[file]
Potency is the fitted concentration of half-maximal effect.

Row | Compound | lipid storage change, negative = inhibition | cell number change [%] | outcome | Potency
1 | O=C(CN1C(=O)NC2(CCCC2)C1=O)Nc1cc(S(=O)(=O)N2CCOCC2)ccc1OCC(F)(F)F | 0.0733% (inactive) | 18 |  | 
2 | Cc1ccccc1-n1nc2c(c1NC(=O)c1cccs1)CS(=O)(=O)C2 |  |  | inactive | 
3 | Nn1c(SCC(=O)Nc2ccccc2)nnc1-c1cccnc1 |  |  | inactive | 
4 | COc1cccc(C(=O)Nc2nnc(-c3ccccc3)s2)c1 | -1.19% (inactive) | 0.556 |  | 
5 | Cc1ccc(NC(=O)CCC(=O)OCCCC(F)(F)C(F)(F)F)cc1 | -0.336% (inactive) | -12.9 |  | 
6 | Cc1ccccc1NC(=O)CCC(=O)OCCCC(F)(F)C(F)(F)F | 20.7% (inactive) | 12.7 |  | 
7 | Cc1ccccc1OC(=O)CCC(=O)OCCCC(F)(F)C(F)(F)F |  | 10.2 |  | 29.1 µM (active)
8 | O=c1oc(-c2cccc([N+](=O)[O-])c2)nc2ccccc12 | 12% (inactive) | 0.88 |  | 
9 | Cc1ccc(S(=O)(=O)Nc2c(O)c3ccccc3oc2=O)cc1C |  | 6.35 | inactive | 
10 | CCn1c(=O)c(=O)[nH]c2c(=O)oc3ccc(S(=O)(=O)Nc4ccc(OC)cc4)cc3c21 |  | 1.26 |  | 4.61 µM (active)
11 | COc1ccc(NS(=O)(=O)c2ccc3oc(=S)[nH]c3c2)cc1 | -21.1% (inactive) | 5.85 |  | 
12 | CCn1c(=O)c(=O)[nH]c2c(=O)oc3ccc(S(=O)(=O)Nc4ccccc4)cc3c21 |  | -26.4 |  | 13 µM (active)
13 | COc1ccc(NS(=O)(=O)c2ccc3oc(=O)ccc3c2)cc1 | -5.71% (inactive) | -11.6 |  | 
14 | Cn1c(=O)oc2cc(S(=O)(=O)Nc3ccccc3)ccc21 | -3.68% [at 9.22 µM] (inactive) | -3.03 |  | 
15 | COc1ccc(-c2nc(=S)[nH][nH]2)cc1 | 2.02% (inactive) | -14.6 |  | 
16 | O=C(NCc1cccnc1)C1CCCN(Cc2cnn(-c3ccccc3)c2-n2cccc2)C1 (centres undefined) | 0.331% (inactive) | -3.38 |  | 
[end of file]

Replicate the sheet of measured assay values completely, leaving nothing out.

Potency is the fitted concentration of half-maximal effect.

Row | Compound | lipid storage change, negative = inhibition | cell number change [%] | outcome | Potency
1 | O=C(CN1C(=O)NC2(CCCC2)C1=O)Nc1cc(S(=O)(=O)N2CCOCC2)ccc1OCC(F)(F)F | 0.0733% (inactive) | 18 |  | 
2 | Cc1ccccc1-n1nc2c(c1NC(=O)c1cccs1)CS(=O)(=O)C2 |  |  | inactive | 
3 | Nn1c(SCC(=O)Nc2ccccc2)nnc1-c1cccnc1 |  |  | inactive | 
4 | COc1cccc(C(=O)Nc2nnc(-c3ccccc3)s2)c1 | -1.19% (inactive) | 0.556 |  | 
5 | Cc1ccc(NC(=O)CCC(=O)OCCCC(F)(F)C(F)(F)F)cc1 | -0.336% (inactive) | -12.9 |  | 
6 | Cc1ccccc1NC(=O)CCC(=O)OCCCC(F)(F)C(F)(F)F | 20.7% (inactive) | 12.7 |  | 
7 | Cc1ccccc1OC(=O)CCC(=O)OCCCC(F)(F)C(F)(F)F |  | 10.2 |  | 29.1 µM (active)
8 | O=c1oc(-c2cccc([N+](=O)[O-])c2)nc2ccccc12 | 12% (inactive) | 0.88 |  | 
9 | Cc1ccc(S(=O)(=O)Nc2c(O)c3ccccc3oc2=O)cc1C |  | 6.35 | inactive | 
10 | CCn1c(=O)c(=O)[nH]c2c(=O)oc3ccc(S(=O)(=O)Nc4ccc(OC)cc4)cc3c21 |  | 1.26 |  | 4.61 µM (active)
11 | COc1ccc(NS(=O)(=O)c2ccc3oc(=S)[nH]c3c2)cc1 | -21.1% (inactive) | 5.85 |  | 
12 | CCn1c(=O)c(=O)[nH]c2c(=O)oc3ccc(S(=O)(=O)Nc4ccccc4)cc3c21 |  | -26.4 |  | 13 µM (active)
13 | COc1ccc(NS(=O)(=O)c2ccc3oc(=O)ccc3c2)cc1 | -5.71% (inactive) | -11.6 |  | 
14 | Cn1c(=O)oc2cc(S(=O)(=O)Nc3ccccc3)ccc21 | -3.68% [at 9.22 µM] (inactive) | -3.03 |  | 
15 | COc1ccc(-c2nc(=S)[nH][nH]2)cc1 | 2.02% (inactive) | -14.6 |  | 
16 | O=C(NCc1cccnc1)C1CCCN(Cc2cnn(-c3ccccc3)c2-n2cccc2)C1 (centres undefined) | 0.331% (inactive) | -3.38 |  | 